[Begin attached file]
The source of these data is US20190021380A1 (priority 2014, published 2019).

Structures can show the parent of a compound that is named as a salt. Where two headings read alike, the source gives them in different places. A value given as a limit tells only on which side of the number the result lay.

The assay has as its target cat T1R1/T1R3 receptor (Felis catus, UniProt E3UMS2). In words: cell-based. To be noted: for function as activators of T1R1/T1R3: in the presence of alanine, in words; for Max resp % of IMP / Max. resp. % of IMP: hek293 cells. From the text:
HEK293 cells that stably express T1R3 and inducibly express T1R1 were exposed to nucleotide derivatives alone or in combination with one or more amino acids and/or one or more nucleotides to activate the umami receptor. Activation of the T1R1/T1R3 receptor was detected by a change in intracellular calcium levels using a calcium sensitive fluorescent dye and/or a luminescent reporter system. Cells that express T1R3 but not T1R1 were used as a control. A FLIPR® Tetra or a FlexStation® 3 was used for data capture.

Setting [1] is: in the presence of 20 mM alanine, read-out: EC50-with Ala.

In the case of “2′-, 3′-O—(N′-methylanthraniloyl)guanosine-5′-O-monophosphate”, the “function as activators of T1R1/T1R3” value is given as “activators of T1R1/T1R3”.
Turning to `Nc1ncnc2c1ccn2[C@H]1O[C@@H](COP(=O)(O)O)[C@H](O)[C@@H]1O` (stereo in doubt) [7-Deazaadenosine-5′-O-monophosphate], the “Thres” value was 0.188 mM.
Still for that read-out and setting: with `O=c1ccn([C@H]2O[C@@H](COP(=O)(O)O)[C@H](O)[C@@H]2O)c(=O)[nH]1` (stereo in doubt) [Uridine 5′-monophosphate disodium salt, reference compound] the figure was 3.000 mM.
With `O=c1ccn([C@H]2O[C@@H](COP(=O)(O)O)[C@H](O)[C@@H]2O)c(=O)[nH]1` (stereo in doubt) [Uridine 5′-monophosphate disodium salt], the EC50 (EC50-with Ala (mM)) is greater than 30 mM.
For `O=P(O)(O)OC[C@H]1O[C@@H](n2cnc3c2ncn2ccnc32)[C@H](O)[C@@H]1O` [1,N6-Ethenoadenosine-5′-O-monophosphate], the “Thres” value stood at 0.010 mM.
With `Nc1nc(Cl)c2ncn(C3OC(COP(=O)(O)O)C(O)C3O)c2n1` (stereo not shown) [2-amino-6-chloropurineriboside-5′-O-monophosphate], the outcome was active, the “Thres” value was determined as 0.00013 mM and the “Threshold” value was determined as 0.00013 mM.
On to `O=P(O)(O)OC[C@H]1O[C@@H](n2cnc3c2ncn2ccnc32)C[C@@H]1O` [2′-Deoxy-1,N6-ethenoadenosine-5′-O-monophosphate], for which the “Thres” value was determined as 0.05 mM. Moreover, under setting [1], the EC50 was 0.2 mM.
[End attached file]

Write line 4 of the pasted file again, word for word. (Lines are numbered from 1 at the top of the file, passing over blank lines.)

HEK293 cells that stably express T1R3 and inducibly express T1R1 were exposed to nucleotide derivatives alone or in combination with one or more amino acids and/or one or more nucleotides to activate the umami receptor. Activation of the T1R1/T1R3 receptor was detected by a change in intracellular calcium levels using a calcium sensitive fluorescent dye and/or a luminescent reporter system. Cells that express T1R3 but not T1R1 were used as a control. A FLIPR® Tetra or a FlexStation® 3 was used for data capture.